Swine wastewater is rich in nitrogen and organic carbon which are essential macronutrients for microalgal growth. Three indigenous microalgal strains (Chlorella sorokiniana AK-1, Chlorella sorokiniana MS-C1, and Chlorella sorokiniana TJ5) were examined for their growth capability in untreated swine wastewater. C. sorokiniana AK-1 showed the best tolerance towards swine wastewater, and obtained the highest biomass concentration (5.45 g/L) and protein productivity (0.27 g/L/d) when grown in 50% strength swine wastewater. Cell immobilization using sponge as the solid carrier further enhanced maximal biomass concentration and protein productivity to 8.08 g/L and 0.272 g/L/d, respectively. Reuse of microalgae loaded sponge resulted in an average biomass production and protein productivity of 6.51 g/L and 0.15 g/L/d, respectively. The COD, TN and TP removal efficiency for the swine wastewater was 90.1, 97.0 and 92.8%, respectively. This innovative swine wastewater treatment method has demonstrated excellent performance on simultaneous swine wastewater treatment and protein-rich microalgal biomass production.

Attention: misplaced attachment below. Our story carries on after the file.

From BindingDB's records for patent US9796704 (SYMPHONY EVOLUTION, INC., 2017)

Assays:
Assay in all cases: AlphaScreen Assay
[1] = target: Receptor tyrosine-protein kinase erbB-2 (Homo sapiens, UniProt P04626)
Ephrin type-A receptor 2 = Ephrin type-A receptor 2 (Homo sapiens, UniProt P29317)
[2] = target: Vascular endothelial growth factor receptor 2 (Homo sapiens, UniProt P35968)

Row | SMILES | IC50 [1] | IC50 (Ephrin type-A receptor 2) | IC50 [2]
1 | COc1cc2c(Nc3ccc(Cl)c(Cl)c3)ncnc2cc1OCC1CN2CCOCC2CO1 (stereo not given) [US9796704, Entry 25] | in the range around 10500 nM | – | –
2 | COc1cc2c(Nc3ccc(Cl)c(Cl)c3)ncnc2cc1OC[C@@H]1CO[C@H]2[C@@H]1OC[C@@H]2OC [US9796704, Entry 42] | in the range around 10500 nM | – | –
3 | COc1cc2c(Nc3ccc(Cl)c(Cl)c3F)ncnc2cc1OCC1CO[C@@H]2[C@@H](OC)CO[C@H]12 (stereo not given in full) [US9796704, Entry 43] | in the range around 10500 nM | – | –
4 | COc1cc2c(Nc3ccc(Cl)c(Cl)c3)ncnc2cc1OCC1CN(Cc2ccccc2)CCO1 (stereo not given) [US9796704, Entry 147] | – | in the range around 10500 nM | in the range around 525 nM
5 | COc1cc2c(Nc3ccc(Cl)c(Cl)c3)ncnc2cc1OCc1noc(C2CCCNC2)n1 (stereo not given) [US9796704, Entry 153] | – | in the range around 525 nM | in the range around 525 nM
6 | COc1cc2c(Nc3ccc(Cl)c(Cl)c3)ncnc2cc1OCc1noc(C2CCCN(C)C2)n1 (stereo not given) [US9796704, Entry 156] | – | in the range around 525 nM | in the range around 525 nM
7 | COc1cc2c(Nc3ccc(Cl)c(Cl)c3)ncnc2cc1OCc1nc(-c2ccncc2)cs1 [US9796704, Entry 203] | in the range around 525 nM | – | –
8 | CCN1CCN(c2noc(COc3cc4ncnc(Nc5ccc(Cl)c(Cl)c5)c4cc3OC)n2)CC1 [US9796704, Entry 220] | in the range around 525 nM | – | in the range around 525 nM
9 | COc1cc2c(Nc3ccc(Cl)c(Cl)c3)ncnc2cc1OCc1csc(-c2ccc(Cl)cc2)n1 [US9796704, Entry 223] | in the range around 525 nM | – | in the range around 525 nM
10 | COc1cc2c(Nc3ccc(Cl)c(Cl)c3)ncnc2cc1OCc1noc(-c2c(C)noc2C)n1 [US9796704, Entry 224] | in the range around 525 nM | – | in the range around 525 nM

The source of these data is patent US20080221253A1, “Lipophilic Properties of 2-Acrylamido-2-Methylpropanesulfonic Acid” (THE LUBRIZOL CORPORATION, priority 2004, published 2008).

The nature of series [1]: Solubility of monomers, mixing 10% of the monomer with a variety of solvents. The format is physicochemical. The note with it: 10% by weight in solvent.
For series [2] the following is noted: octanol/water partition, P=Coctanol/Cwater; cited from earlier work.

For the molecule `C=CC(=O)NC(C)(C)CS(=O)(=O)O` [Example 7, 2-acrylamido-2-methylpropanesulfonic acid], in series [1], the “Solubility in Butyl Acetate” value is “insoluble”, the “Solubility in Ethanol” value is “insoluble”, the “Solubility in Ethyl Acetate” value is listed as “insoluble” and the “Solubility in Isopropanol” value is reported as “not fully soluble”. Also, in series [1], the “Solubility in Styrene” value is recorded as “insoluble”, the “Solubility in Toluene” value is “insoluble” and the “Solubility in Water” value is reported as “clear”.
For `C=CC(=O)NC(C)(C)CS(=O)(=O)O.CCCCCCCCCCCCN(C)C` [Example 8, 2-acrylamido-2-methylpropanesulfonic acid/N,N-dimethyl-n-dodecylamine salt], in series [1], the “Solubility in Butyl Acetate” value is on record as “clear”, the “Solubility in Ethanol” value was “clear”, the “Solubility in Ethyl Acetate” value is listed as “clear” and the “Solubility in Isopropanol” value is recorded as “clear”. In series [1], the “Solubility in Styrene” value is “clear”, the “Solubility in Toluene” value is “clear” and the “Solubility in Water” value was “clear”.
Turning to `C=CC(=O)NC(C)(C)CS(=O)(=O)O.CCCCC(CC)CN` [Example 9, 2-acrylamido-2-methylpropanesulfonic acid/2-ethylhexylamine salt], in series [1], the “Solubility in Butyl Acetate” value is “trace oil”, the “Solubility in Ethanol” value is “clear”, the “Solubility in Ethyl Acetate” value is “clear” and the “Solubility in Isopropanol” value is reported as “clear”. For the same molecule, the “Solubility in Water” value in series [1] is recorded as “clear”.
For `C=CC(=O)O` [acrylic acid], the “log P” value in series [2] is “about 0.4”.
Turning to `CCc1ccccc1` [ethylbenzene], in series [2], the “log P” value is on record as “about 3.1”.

All Science Journal Classification (ASJC) codes
- Environmental Engineering
- Renewable Energy, Sustainability and the Environment
- Waste Management and Disposal